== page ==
Monday, October 22, 2012

Stocks don't get "punished" for missing estimates

You see it all the time, "so and so got punished for missing estimates." It's especially common in the press relating to a specific market segment, but isn't strictly a finance publication. The other day I saw this in numerous articles about Google. Here's what one Android Web site had to say:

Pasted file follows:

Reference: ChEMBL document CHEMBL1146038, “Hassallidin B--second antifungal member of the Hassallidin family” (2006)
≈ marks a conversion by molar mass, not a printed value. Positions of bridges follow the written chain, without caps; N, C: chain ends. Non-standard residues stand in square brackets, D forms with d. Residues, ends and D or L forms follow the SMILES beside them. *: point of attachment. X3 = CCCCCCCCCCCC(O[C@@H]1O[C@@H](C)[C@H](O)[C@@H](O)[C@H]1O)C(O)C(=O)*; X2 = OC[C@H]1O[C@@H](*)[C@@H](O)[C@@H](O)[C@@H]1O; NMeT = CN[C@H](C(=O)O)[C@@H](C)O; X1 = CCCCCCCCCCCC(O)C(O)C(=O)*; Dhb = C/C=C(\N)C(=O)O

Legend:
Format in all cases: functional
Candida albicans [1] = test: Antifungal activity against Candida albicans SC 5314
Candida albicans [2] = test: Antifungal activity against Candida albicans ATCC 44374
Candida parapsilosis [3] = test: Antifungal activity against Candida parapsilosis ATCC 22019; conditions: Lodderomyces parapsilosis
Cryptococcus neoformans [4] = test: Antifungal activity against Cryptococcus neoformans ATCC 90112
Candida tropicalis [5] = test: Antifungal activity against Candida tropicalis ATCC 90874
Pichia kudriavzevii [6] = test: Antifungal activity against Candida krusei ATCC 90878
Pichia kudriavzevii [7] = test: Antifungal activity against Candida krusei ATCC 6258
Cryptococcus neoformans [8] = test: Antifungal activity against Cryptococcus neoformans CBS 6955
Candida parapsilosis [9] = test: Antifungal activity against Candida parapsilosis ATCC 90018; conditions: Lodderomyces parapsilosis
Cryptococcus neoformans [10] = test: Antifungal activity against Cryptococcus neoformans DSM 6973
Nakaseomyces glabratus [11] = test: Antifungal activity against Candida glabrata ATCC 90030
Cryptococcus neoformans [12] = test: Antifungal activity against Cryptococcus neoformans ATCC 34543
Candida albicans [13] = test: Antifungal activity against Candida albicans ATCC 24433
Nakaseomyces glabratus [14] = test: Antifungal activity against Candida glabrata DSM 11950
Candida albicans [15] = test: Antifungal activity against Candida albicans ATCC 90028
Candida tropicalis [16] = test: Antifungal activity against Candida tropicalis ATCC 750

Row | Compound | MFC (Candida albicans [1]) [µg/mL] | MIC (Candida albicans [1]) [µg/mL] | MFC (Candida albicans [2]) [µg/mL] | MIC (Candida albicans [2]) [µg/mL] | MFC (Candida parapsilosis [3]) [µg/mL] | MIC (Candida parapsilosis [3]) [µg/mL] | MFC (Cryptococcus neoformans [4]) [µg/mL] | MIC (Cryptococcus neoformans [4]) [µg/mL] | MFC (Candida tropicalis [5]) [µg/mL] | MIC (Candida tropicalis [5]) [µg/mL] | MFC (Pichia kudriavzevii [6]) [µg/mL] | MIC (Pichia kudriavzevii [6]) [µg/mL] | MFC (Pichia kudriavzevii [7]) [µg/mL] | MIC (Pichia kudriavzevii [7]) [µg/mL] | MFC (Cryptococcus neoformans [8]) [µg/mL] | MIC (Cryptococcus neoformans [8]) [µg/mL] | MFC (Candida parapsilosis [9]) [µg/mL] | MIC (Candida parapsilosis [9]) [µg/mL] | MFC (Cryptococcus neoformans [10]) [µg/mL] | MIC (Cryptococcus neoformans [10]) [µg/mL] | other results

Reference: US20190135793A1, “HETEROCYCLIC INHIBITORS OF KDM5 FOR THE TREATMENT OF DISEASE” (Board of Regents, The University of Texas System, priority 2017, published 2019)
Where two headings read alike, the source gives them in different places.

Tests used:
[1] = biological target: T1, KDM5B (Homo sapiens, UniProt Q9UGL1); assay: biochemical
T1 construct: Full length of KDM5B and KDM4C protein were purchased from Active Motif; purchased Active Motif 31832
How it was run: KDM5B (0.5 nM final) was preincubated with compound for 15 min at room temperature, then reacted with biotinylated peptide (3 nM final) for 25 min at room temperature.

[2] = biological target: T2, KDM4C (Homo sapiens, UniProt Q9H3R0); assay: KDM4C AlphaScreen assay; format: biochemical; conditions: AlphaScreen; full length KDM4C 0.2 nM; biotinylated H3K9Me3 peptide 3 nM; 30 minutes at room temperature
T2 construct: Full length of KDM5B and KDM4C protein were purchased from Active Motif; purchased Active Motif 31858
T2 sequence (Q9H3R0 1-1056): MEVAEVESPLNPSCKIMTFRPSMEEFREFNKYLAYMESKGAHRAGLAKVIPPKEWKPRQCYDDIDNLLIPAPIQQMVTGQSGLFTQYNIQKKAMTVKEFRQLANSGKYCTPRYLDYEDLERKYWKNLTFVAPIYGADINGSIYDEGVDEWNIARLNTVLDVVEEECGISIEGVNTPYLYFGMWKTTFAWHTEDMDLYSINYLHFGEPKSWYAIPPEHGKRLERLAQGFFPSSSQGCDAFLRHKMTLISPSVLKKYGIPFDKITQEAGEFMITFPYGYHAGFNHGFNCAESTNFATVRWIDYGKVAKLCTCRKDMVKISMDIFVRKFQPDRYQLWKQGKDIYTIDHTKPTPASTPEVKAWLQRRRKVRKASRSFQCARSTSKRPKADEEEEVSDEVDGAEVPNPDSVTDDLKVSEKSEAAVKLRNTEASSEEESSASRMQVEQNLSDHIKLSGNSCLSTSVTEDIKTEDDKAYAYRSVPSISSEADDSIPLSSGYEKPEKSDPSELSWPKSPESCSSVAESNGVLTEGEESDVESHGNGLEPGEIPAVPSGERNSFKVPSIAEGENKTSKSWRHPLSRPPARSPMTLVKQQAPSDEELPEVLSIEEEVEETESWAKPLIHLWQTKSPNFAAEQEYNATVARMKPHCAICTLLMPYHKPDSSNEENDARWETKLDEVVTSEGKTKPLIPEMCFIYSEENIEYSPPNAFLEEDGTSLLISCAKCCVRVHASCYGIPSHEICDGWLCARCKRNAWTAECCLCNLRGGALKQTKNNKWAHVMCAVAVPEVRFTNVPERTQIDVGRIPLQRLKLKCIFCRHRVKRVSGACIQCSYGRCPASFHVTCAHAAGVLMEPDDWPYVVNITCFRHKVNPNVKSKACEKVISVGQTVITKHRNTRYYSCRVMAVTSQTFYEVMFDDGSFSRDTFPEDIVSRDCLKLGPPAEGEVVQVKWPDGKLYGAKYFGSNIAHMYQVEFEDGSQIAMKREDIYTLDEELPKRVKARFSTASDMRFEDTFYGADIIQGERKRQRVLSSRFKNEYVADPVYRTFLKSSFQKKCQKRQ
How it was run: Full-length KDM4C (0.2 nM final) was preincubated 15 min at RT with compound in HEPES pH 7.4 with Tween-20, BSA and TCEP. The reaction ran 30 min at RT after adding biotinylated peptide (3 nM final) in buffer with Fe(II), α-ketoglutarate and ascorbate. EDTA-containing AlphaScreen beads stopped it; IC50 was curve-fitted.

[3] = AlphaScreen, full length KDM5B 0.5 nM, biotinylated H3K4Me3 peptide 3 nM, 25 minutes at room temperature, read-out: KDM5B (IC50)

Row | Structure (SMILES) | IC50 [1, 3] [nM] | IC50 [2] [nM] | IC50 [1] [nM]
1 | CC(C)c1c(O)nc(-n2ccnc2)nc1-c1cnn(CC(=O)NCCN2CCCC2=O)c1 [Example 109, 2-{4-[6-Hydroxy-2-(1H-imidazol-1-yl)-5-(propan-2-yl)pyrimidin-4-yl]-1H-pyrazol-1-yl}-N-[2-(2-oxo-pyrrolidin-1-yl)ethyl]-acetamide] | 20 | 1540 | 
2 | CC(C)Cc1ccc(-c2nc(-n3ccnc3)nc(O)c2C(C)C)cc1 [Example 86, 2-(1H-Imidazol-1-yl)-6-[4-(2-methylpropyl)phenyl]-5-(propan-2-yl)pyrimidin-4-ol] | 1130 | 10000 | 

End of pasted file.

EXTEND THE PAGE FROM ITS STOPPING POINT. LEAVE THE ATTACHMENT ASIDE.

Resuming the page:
Stocks -- or, more accurately, investors -- always react to quarterly results. Analysts keep detailed models of their expectations, and the average of these models is known as the “consensus estimate.”  If you miss consensus, as Google did, you get punished.
This is exactly wrong. There's no punishing going on.